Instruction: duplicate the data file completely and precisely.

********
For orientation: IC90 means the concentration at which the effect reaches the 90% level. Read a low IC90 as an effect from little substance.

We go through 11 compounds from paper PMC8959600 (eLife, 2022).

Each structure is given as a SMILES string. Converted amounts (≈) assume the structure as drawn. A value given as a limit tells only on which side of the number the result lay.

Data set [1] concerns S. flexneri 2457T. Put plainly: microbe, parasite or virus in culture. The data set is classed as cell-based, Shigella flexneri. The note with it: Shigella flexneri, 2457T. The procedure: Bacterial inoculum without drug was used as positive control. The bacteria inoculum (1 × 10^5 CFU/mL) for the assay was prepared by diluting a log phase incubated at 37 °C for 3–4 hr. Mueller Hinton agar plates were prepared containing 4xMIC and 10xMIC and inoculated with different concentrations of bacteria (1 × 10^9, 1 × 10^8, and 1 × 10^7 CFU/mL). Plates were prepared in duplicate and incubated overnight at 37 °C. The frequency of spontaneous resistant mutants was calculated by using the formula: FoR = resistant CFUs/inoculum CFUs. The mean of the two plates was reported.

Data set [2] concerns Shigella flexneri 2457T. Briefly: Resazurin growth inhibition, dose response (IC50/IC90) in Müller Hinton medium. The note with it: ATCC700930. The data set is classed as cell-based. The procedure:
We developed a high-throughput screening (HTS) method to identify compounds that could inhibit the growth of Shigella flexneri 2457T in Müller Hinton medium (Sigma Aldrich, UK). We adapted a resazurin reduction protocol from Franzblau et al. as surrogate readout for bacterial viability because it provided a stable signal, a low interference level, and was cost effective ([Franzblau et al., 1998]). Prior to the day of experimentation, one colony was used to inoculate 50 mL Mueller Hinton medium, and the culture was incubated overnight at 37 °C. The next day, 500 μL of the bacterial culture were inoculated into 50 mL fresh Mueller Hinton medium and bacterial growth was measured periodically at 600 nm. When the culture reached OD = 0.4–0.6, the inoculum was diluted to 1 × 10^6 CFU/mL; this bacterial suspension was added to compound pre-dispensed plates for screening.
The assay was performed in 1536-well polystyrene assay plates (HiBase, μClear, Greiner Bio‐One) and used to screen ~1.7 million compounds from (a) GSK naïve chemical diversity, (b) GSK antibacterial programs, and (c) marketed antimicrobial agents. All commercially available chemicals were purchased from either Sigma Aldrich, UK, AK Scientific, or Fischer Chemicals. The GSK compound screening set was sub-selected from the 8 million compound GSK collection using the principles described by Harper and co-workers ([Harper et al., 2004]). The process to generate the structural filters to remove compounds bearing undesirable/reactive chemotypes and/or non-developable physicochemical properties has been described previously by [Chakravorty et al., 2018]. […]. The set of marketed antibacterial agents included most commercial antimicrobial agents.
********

For orientation: IC90 means the concentration at which the effect reaches the 90% level. Read a low IC90 as an effect from little substance.

We go through 11 compounds from paper PMC8959600 (eLife, 2022).

Each structure is given as a SMILES string. Converted amounts (≈) assume the structure as drawn. A value given as a limit tells only on which side of the number the result lay.

Data set [1] concerns S. flexneri 2457T. Put plainly: microbe, parasite or virus in culture. The data set is classed as cell-based, Shigella flexneri. The note with it: Shigella flexneri, 2457T. The procedure: Bacterial inoculum without drug was used as positive control. The bacteria inoculum (1 × 10^5 CFU/mL) for the assay was prepared by diluting a log phase incubated at 37 °C for 3–4 hr. Mueller Hinton agar plates were prepared containing 4xMIC and 10xMIC and inoculated with different concentrations of bacteria (1 × 10^9, 1 × 10^8, and 1 × 10^7 CFU/mL). Plates were prepared in duplicate and incubated overnight at 37 °C. The frequency of spontaneous resistant mutants was calculated by using the formula: FoR = resistant CFUs/inoculum CFUs. The mean of the two plates was reported.

Data set [2] concerns Shigella flexneri 2457T. Briefly: Resazurin growth inhibition, dose response (IC50/IC90) in Müller Hinton medium. The note with it: ATCC700930. The data set is classed as cell-based. The procedure:
We developed a high-throughput screening (HTS) method to identify compounds that could inhibit the growth of Shigella flexneri 2457T in Müller Hinton medium (Sigma Aldrich, UK). We adapted a resazurin reduction protocol from Franzblau et al. as surrogate readout for bacterial viability because it provided a stable signal, a low interference level, and was cost effective ([Franzblau et al., 1998]). Prior to the day of experimentation, one colony was used to inoculate 50 mL Mueller Hinton medium, and the culture was incubated overnight at 37 °C. The next day, 500 μL of the bacterial culture were inoculated into 50 mL fresh Mueller Hinton medium and bacterial growth was measured periodically at 600 nm. When the culture reached OD = 0.4–0.6, the inoculum was diluted to 1 × 10^6 CFU/mL; this bacterial suspension was added to compound pre-dispensed plates for screening.
The assay was performed in 1536-well polystyrene assay plates (HiBase, μClear, Greiner Bio‐One) and used to screen ~1.7 million compounds from (a) GSK naïve chemical diversity, (b) GSK antibacterial programs, and (c) marketed antimicrobial agents. All commercially available chemicals were purchased from either Sigma Aldrich, UK, AK Scientific, or Fischer Chemicals. The GSK compound screening set was sub-selected from the 8 million compound GSK collection using the principles described by Harper and co-workers ([Harper et al., 2004]). The process to generate the structural filters to remove compounds bearing undesirable/reactive chemotypes and/or non-developable physicochemical properties has been described previously by [Chakravorty et al., 2018]. […]. The set of marketed antibacterial agents included most commercial antimicrobial agents.